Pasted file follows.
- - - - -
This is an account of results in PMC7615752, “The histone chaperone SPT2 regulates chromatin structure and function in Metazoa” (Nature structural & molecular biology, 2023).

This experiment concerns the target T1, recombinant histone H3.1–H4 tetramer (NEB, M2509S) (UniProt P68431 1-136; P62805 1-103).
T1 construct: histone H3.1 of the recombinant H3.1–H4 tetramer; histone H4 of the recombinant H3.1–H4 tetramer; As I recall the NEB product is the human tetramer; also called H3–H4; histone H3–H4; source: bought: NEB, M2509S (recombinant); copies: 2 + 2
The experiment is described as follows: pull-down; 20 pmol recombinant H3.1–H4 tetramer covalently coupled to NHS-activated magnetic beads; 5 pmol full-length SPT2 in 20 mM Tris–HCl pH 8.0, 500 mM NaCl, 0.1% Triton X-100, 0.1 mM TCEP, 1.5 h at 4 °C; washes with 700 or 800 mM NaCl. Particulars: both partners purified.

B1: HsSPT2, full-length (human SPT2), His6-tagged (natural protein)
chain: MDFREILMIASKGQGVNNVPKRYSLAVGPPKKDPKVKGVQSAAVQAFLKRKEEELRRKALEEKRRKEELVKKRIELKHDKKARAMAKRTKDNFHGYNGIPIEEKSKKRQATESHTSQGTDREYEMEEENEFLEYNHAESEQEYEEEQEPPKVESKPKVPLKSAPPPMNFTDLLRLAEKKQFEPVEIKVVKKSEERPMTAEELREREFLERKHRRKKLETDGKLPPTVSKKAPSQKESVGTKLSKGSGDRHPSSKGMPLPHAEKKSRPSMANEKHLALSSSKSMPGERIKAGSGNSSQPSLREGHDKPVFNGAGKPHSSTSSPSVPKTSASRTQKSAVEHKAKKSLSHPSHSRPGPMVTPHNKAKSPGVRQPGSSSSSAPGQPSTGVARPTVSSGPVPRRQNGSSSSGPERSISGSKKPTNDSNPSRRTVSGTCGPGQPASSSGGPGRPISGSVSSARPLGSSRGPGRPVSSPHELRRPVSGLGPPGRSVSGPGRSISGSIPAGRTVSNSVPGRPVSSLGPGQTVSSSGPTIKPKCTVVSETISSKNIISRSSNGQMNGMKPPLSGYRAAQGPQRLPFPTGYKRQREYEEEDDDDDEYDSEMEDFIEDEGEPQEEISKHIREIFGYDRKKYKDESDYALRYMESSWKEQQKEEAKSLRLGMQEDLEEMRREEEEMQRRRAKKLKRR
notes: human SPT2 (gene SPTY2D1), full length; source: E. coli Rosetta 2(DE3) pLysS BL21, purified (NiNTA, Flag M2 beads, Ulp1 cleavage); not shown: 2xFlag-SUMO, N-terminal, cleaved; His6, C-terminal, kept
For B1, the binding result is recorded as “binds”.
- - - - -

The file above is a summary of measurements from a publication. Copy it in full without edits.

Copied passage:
This is an account of results in PMC7615752, “The histone chaperone SPT2 regulates chromatin structure and function in Metazoa” (Nature structural & molecular biology, 2023).

This experiment concerns the target T1, recombinant histone H3.1–H4 tetramer (NEB, M2509S) (UniProt P68431 1-136; P62805 1-103).
T1 construct: histone H3.1 of the recombinant H3.1–H4 tetramer; histone H4 of the recombinant H3.1–H4 tetramer; As I recall the NEB product is the human tetramer; also called H3–H4; histone H3–H4; source: bought: NEB, M2509S (recombinant); copies: 2 + 2
The experiment is described as follows: pull-down; 20 pmol recombinant H3.1–H4 tetramer covalently coupled to NHS-activated magnetic beads; 5 pmol full-length SPT2 in 20 mM Tris–HCl pH 8.0, 500 mM NaCl, 0.1% Triton X-100, 0.1 mM TCEP, 1.5 h at 4 °C; washes with 700 or 800 mM NaCl. Particulars: both partners purified.

B1: HsSPT2, full-length (human SPT2), His6-tagged (natural protein)
chain: MDFREILMIASKGQGVNNVPKRYSLAVGPPKKDPKVKGVQSAAVQAFLKRKEEELRRKALEEKRRKEELVKKRIELKHDKKARAMAKRTKDNFHGYNGIPIEEKSKKRQATESHTSQGTDREYEMEEENEFLEYNHAESEQEYEEEQEPPKVESKPKVPLKSAPPPMNFTDLLRLAEKKQFEPVEIKVVKKSEERPMTAEELREREFLERKHRRKKLETDGKLPPTVSKKAPSQKESVGTKLSKGSGDRHPSSKGMPLPHAEKKSRPSMANEKHLALSSSKSMPGERIKAGSGNSSQPSLREGHDKPVFNGAGKPHSSTSSPSVPKTSASRTQKSAVEHKAKKSLSHPSHSRPGPMVTPHNKAKSPGVRQPGSSSSSAPGQPSTGVARPTVSSGPVPRRQNGSSSSGPERSISGSKKPTNDSNPSRRTVSGTCGPGQPASSSGGPGRPISGSVSSARPLGSSRGPGRPVSSPHELRRPVSGLGPPGRSVSGPGRSISGSIPAGRTVSNSVPGRPVSSLGPGQTVSSSGPTIKPKCTVVSETISSKNIISRSSNGQMNGMKPPLSGYRAAQGPQRLPFPTGYKRQREYEEEDDDDDEYDSEMEDFIEDEGEPQEEISKHIREIFGYDRKKYKDESDYALRYMESSWKEQQKEEAKSLRLGMQEDLEEMRREEEEMQRRRAKKLKRR
notes: human SPT2 (gene SPTY2D1), full length; source: E. coli Rosetta 2(DE3) pLysS BL21, purified (NiNTA, Flag M2 beads, Ulp1 cleavage); not shown: 2xFlag-SUMO, N-terminal, cleaved; His6, C-terminal, kept
For B1, the binding result is recorded as “binds”.